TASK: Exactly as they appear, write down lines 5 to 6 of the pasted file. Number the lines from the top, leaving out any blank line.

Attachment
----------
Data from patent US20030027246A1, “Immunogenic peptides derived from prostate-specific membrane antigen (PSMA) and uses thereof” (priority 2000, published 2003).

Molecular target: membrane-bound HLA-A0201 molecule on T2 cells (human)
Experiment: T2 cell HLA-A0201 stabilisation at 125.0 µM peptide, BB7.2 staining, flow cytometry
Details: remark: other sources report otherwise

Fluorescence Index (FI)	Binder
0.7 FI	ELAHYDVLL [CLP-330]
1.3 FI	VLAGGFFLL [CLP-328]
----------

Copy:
Fluorescence Index (FI)	Binder
0.7 FI	ELAHYDVLL [CLP-330]